WHY don't cars get better gas mileage? The answer is because the government isn't regulating the industry and FORCING auto manufacturers to produce cars with better mileage. Anybody who tells you something about the market is full of crap. Just like urban sprawl, the market has nothing to do with it. It is government regulation which causes cars to get low gas mileage, and it is government regulation that causes sprawl.

    Will the Democrats fix the gas mileage issue? I'm not very confident in their ability to do so. Right now at the federal level, they seem to be pandering to complaints about the high cost of gas, rather than taking the opportunity to sieze the soap-box and advocate for greater fuel economy as well as smarter growth patterns that cluster development near transit and jobs.

    So... given all this... what do we do?

  • Grant Schott (unverified)


    Yes the government needs to play a bigger role, but we can't let consumers off the hook in a free market economy. Take a look at what people are driving, and most seem to be going for the gas guzzlers over the economy cars that do exist. Even a lot of progessives and "environmentalists" are culprits. I recall that a few years ago, the City of Portland's lobbyist was driving a city SUV to Salem.

  • Andrew Tunall (unverified)

    Maybe its time we elected another Democratic U.S. Senator from Oregon to stand up there with Ron Wyden, then the headline would be: Oregon Senators Take On Oil Companies.

    Hopefully by then we'll even have our wave power generation plant experiment online on the south coast.


  • Michael M. (unverified)

    Garlynn -- I couldn't disagree more. The answer to your question is because gas prices are too low. Make lazy, wasteful American consumers actually pay a fair market price for the damage they wreak upon the environmental and the political landscape, and you'll see auto manufacturers producing cars with better mileage.

    I moved here from New York City almost a year ago and it astonishes me how geared this area is to the automobile. And Portland actually has a reasonable public transportation system. I'm finding I can usually get most places I need to go without the need of a car (which I don't own). Yet almost everywhere in the region except the heart of downtown is set-up for easy automobile access vs. easy pedestrian access. Compared to NYC, Portland is pretty pedestrian-unfriendly, but then many American cities are. I guess I just expected more here. It's incongruous to hop over to the local Trader Joe's and see well-off shoppers painstakingly choosing organic this and fair-market that, then going outside and load all their politically correct purchases into their Ford Enormous SUVs that get 12mpg. The best way to fix the problem is not through more ineffective government regulation, but through market pricing that makes people pay for their chosen lifestyles. Let the oil companies bask in their windfalls while they last -- they won't last any longer than it takes ordinary people to wake up and realize they no longer wish (or can afford) to contribute.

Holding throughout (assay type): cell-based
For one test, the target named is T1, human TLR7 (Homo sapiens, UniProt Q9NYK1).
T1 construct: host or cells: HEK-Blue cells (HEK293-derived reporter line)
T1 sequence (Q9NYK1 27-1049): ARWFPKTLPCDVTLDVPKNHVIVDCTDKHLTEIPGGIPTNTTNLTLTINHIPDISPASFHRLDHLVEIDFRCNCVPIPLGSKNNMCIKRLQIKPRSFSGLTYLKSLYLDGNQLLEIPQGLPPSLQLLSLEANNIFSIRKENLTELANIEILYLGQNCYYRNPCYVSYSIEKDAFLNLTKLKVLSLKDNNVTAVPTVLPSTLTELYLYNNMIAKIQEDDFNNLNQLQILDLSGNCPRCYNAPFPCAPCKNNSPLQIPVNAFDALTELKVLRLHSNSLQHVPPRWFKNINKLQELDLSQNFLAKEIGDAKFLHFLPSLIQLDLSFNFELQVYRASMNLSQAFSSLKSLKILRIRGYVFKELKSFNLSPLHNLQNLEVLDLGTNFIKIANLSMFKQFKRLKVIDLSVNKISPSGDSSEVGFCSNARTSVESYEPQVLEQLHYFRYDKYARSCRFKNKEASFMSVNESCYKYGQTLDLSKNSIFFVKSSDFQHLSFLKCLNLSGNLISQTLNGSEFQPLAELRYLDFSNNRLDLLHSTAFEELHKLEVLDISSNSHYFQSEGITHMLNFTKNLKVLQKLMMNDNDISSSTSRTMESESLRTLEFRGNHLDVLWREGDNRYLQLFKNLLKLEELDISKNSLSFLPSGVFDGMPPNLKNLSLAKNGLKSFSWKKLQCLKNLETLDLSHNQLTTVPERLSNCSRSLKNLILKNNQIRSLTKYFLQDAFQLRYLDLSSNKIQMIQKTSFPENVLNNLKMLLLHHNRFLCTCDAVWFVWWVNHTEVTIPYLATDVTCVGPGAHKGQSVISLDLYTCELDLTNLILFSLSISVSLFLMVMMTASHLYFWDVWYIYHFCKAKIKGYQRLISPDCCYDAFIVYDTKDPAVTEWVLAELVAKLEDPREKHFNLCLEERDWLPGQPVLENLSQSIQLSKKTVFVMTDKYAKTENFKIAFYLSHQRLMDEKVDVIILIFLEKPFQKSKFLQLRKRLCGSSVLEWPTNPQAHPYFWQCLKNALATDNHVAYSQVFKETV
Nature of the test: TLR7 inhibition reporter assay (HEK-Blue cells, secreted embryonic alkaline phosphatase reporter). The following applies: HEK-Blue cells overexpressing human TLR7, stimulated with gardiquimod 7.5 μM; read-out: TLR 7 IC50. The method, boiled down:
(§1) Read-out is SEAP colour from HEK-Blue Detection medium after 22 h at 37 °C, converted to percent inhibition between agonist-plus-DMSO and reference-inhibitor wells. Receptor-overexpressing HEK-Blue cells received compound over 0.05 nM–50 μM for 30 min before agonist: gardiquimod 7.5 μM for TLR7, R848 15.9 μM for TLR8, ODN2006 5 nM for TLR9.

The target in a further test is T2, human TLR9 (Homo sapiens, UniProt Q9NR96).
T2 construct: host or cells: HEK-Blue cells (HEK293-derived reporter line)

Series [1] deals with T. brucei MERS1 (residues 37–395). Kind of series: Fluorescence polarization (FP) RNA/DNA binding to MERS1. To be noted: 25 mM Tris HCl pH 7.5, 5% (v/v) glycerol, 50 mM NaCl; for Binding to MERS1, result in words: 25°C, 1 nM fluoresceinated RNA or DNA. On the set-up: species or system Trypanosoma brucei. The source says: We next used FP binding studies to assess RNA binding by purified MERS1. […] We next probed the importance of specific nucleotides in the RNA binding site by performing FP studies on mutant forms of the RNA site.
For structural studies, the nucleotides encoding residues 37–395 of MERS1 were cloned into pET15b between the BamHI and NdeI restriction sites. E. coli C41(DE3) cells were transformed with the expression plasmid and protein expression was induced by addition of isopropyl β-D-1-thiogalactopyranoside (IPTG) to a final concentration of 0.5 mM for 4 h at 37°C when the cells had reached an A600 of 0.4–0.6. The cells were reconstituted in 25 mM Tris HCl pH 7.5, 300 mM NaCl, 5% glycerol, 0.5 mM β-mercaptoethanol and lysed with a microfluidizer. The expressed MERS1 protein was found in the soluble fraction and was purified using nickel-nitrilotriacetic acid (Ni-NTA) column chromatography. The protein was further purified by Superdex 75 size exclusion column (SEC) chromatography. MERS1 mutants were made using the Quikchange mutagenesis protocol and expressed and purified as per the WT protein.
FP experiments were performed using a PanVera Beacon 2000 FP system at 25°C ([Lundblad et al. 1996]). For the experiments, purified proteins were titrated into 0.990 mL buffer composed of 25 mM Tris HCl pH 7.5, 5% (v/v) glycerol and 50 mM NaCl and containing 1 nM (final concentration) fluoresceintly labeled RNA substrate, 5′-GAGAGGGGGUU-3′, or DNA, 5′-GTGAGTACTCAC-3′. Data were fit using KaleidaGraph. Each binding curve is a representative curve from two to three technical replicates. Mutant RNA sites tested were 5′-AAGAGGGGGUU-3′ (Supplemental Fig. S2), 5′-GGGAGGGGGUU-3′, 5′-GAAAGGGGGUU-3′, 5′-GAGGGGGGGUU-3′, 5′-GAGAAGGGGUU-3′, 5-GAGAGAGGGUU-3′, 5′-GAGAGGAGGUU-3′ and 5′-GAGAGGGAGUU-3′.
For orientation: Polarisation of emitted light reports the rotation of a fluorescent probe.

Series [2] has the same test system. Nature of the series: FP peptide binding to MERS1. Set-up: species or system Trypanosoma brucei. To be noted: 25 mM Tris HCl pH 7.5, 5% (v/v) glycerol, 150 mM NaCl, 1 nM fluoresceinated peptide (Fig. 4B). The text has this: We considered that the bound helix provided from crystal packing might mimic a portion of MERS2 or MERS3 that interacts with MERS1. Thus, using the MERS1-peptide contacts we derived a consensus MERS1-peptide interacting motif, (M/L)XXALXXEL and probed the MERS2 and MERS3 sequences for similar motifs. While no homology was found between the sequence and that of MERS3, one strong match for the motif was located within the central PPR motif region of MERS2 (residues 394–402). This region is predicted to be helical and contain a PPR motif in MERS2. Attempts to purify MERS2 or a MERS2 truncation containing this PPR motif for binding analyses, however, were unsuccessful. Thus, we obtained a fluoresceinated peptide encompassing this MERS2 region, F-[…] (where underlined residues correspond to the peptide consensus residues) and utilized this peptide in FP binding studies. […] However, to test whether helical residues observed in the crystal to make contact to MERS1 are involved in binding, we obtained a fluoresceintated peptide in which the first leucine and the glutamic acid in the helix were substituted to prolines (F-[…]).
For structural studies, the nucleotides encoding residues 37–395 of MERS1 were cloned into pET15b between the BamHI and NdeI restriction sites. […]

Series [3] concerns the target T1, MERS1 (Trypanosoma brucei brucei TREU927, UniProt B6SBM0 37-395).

• Scott McLean (unverified)

    Senator Wyden has done an outstanding job in the U.S. Senate standing up for Oregonians, which is refreshing because most Senators seem more concerned with special interests.

    Senator Wyden would be a great presidential candidate. He is known for holding town hall meetings all over the state of Oregon. He listens to regular folks, and that is impressive if you ask me.

  • John Forbes (unverified)

    Wyden also is a urban liberal, not overly telegenic, and far beind the like of Senators CLinton, Biden, Kerry, Bayh, ect... on the presidential scale for senators. Senators tend to be behind VPs and governors. Senator Wyden has always been an ambitious and effective legislator. Presidential possibility? I highly doubt it, and few Oregonians have been. Mark Hatfiled and Wayne Morse probably had what it took, and Morse made a half hearted run in 1960, but few remember. I also can't forget the KOIN TV pop quiz in '95 and how Wyden's 20 point lead over DeFazio shrank to 5% on primary election night. Wyden did, however, some from behind to beat Smith, but it wasn't a John Edwards '98 type performance that caused the like of David Broder and Chris Matthew to take notice.

  • (Show?)
    <h2>Ah yes... the KOIN pop quiz. That's become a staple of politics all around the country now. Another Oregon "innovation."</h2>